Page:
Listen carefully..that crackling sound you hear coming from the North Coast of your map of the United States is the sound of another fervent Cleveland theatre discussion. Hey...at least we care! This time the topic is videotaping in the theatre for promotional purposes. The spark was lit when Cleveland Plain Dealer Theatre Critic Tony Brown was nice enough send out a call this week to area theatre folk to send him links to videos promoting upcoming shows to include in his blog, one with a much larger audience than any of ours individually.
One area theatre marketer responded:
This actually brings up an interesting question. Most show licenses state that you're not allowed to record your productions, and yet many grant committees request them, and promotional guides recommend them. Our theatre recently made it 'official policy' not to record performances because the possibility of having a show shut down was too risky. I'm curious as to how other local performance groups have reconciled their desire or need for videos with the licensing restrictions placed on the shows by their owners.
Of course, you know I had to chime in...I mean, the whole idea of Call-Back is based on the video medium - albeit, not for the purposes of flying in the face of copyright and licensing laws or anything, but obviously I'm a big believer in the use of all sorts of multi-media for theatre production marketing. So I crawled up on my soap box and preached:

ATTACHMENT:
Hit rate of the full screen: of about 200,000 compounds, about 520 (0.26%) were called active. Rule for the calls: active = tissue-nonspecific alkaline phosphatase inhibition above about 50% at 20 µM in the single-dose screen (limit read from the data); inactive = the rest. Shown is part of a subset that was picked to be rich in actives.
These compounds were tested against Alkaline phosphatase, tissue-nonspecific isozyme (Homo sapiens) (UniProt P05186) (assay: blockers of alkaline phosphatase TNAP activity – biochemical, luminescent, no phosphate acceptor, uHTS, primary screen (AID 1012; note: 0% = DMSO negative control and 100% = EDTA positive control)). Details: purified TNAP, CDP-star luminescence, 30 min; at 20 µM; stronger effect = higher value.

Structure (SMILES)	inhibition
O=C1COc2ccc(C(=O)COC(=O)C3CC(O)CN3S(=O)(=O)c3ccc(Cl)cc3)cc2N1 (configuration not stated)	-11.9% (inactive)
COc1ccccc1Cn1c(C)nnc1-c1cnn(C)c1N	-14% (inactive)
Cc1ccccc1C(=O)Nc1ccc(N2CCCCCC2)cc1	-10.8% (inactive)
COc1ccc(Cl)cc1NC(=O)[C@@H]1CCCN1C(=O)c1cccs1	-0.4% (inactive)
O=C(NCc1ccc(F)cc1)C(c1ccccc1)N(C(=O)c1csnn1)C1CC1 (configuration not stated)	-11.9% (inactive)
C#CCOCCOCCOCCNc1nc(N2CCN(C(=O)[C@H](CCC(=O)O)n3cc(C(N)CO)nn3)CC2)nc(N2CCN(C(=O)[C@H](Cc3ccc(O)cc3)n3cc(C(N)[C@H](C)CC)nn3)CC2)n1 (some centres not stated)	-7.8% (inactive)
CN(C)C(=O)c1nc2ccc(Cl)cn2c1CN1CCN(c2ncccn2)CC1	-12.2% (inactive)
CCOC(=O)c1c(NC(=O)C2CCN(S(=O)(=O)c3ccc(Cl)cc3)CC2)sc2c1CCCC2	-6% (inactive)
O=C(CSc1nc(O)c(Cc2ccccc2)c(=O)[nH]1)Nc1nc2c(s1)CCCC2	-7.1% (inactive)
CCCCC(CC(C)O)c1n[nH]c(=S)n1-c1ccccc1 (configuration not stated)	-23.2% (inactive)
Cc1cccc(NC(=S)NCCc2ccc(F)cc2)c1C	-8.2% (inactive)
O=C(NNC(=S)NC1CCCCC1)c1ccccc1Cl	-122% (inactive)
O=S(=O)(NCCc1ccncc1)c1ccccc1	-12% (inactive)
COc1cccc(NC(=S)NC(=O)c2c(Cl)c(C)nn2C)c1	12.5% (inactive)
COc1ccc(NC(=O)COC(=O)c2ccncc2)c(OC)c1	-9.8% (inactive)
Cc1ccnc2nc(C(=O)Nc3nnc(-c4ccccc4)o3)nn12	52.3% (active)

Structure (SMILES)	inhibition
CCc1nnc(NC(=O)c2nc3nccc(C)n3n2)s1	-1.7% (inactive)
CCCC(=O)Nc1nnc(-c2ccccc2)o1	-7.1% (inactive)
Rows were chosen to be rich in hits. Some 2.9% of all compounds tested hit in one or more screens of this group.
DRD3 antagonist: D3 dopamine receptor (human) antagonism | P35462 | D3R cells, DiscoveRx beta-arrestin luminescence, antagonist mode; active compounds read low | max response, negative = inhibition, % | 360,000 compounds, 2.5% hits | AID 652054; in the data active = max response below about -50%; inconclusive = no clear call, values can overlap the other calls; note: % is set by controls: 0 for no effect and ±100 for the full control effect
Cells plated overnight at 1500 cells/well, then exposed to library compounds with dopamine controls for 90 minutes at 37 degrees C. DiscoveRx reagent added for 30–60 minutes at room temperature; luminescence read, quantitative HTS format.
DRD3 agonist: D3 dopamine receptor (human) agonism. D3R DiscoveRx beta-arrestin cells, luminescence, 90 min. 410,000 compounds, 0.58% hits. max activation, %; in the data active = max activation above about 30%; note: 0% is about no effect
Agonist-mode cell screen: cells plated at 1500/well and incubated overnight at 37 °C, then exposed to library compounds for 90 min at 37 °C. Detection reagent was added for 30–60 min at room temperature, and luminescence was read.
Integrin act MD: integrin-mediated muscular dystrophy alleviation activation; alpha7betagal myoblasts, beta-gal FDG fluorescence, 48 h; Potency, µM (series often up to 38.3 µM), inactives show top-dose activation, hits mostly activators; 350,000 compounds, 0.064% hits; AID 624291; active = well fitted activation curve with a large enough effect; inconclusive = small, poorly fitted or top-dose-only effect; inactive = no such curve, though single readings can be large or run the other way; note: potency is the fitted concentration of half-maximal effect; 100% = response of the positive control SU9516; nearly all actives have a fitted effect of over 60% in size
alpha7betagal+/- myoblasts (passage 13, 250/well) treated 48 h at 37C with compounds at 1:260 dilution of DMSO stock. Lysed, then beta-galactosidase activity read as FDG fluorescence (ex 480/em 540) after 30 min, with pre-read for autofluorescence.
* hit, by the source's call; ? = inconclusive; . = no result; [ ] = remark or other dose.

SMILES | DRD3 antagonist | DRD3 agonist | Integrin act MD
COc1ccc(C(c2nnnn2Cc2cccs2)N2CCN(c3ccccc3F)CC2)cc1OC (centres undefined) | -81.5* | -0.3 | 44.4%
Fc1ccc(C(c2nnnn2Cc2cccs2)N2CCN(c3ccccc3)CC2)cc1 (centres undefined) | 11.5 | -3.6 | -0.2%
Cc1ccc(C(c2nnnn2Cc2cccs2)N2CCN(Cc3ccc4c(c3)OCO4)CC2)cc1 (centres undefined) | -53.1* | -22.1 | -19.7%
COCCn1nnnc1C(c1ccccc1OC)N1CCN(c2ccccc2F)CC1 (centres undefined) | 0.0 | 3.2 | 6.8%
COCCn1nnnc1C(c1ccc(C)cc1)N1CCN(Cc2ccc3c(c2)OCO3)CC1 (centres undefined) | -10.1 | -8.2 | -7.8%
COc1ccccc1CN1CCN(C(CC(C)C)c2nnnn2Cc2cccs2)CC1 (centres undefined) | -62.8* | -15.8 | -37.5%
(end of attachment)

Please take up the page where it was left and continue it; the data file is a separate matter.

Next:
In terms of promoting a show, I don't think the issue is so much one of using extended footage of an actual performance during it's run (which can be a sticky legal issue). Linda is right, very few people beyond the cast and their immediate acquaintances might care to watch that anyway. The more interesting story of any particular show is what happens back stage and behind the scenes. What went into the making of this show. This is what I've based the Call-Back cable and on-line theatre documentary series on - reality TV based on community theatre productions! I've been fortunate to be invited to document productions at a number of different theatres for Call-Back. I've found that interviews with different theatre artists, cast members, snippets of numbers or scenes from rehearsals, etc. can really be interesting to larger audiences. I've tried to make viewers feel like a part of these shows themselves by putting together series of episodes they can follow throughout the rehearsal process. This can be really effective in generating buzz and interest in shows if the episodes are edited in interesting ways and as professionally as possible. And there are no legal restrictions on talking to (non-equity) cast and crew, etc.
Of course, there were other comments (some even got a little snarky to make the read ever so much more interesting!) that can be read by clicking on this blog title link.